EWCL Class 4 Project Summaries
Kenya’s lion population has decreased to less than 2,000 individuals, and could become regionally extinct within 20 years (Africa Geographic Magazine, August 2011). The EWCL Lion group is partnering with Ewaso Lions to enhance ongoing research and promote the conservation of lions in the Ewaso Nyiro ecosystem of northern Kenya. An innovative citizenscience program called “Lion Watch” is currently being developed through this partnership. A key component of “Lion Watch” is to train local wildlife guides to accurately identify and monitor all of the lions in the region using state‐of‐the‐art technology. Existing data on lions in the region and data collected in the field by the “Lion Watch” guides will be uploaded to a website (www.lionwatch.org). The website will help Ewaso Lions monitor the health of the lion population in the region and engage tourists and locals in lion research and conservation activities..
Radiated Tortoise Project
As an iconic species of southern Madagascar, the Radiated Tortoise (Astrochelys radiata) is only one of four endemic species of tortoises on the island. The Radiated Tortoise has experienced drastic declines in its abundance over recent years stemming from illegal poaching for bushmeat, the pet trade, and deforestation of its spiny forest habitat. The life history characteristics of this species make it extremely vulnerable, and therefore this species is currently listed as Critically Endangered by the IUCN. Underlying the primary threats to the Radiated Tortoise was a widespread lack of awareness about the decline of the species, the cultural and ecological importance of the species, the risks of over-harvesting, and the local and international laws protecting the species. Our conservation campaign centered on addressing critical information needs to build knowledge about the primary threats to tortoises at both local and regional levels, focusing on villages in the Southern region that play a critical role in the conservation of this species. This was accomplished through three campaign strategies including 1) the design, development, and distribution of educational materials including a husbandry manual, educational workbook, cartoon, posters, and wristbands, 2) supporting and organizing local educational outreach efforts including local law enforcement training and community events, and 3) supporting the collaborative efforts of conservation groups working in the region through grant writing support as well as the design, development, and distribution of a campaign logo and a Campaign Handbook.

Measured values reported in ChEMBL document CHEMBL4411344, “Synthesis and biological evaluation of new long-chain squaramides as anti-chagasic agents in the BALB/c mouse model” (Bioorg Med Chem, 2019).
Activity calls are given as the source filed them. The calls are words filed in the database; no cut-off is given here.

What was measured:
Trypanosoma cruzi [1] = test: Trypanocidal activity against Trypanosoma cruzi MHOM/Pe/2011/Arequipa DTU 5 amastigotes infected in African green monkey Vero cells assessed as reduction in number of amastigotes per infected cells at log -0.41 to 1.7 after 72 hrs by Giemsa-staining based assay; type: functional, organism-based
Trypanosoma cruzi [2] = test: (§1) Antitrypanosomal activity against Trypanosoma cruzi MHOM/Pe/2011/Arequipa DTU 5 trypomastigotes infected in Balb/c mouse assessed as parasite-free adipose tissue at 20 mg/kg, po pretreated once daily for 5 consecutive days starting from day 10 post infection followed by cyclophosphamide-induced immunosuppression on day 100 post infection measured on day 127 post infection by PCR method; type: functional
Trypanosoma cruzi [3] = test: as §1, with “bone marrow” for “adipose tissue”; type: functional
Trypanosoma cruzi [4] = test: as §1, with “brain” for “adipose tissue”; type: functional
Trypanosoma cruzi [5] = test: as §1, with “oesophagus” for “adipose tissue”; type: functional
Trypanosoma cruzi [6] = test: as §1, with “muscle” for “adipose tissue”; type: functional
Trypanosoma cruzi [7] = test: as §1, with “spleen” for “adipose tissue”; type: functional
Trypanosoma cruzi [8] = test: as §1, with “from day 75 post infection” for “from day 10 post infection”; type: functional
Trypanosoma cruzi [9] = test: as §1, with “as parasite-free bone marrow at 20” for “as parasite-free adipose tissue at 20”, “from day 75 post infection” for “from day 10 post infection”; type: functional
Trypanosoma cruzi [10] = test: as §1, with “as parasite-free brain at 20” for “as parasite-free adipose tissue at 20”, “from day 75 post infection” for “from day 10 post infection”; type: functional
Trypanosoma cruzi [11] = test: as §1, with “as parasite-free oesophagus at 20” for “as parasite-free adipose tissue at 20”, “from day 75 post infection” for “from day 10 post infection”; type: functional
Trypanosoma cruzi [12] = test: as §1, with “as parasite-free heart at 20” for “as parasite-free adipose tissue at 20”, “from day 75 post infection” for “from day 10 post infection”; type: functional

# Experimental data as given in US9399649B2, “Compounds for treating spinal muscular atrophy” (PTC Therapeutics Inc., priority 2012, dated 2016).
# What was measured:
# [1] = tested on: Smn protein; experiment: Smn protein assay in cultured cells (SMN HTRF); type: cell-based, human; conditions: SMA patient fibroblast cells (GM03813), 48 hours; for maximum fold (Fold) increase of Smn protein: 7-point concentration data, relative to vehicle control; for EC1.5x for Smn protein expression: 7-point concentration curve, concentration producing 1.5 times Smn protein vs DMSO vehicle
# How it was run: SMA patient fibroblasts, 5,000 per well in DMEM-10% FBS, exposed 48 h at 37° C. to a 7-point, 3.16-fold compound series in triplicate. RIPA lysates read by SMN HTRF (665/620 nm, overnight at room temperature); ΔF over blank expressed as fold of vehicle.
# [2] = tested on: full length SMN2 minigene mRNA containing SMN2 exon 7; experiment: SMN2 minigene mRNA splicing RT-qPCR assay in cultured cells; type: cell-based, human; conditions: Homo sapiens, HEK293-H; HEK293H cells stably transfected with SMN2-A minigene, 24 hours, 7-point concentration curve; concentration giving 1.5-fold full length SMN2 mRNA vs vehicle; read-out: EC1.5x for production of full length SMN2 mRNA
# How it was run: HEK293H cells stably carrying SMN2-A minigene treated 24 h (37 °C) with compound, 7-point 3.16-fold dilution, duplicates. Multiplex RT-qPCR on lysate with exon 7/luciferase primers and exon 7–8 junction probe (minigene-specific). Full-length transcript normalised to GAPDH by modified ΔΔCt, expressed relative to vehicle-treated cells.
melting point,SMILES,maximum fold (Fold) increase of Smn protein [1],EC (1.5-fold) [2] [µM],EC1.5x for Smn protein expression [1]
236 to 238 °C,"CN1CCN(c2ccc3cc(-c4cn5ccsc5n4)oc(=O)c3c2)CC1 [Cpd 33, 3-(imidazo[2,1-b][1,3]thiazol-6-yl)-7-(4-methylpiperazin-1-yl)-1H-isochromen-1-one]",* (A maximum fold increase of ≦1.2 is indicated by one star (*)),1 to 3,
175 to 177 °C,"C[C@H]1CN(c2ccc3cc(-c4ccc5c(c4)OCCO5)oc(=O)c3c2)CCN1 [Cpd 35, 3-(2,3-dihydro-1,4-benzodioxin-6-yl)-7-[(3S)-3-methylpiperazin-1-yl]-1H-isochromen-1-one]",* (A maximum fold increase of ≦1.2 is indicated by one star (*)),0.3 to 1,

The focus for the EWCL Bat Conservation Team was to develop guidelines for the sustainable harvest of bat guano. For as ecologically important as they are, bats are highly misunderstood. Their numbers are dropping worldwide, invasive guano harvesting being one of the culprits. With the guidance of Bat Conservation International, the team decided to focus their energies on the Southeast Asia region. In forming, then collaborating with an advisory committee of international bat specialists, a set of draft guidelines were developed, adapted into posters for educational outreach use, and tested at two field sites in Cambodia. This work was presented at a conference hosted by the Southeast Asian Bat Conservation Research Unit and was enthusiastically received. In order to continue to improve this work and make it universally applicable, a research agenda was created and will be made accessible on a forthcoming online resource page.
Slow Loris Project
Four of the five Nycticebus (slow loris) species are listed by the IUCN as vulnerable, and the Javan slow loris (Nycticebus javanicus) is listed as endangered, due to habitat loss and overexploitation. In collaboration with the Thai non-profit, FREELAND, the EWCL Slow Loris Group carried out an investigative training program for Thai and Lao law enforcement to combat the rampant illegal trade of the slow loris species in Southeast Asia.
The training was conducted in the slow loris trade hub of Pattaya, Thailand in March of 2012. The training supported and empowered eleven officers responsible for enforcing wildlife laws and included technical training from former enforcement officers on investigation strategies and tools, and specific information on slow loris identification, handling, and deposition of confiscated animals. The workshop was hosted and facilitated by FREELAND along with the EWCL Slow Loris Group, who specifically created wildlife trade educational materials, presented on the slow loris, and provided logistical as well as funding support through grant writing. The training resulted in the arrest of two slow loris traders and local media covered the arrest.
Following the training, the EWCL Slow Loris Group worked with Dr. Anne Nekaris, recognized loris expert based out of the United Kingdom, to develop social media materials for use by the Little Fireface Project, a public awareness and advocacy project committed to stopping the illegal trade of lorises.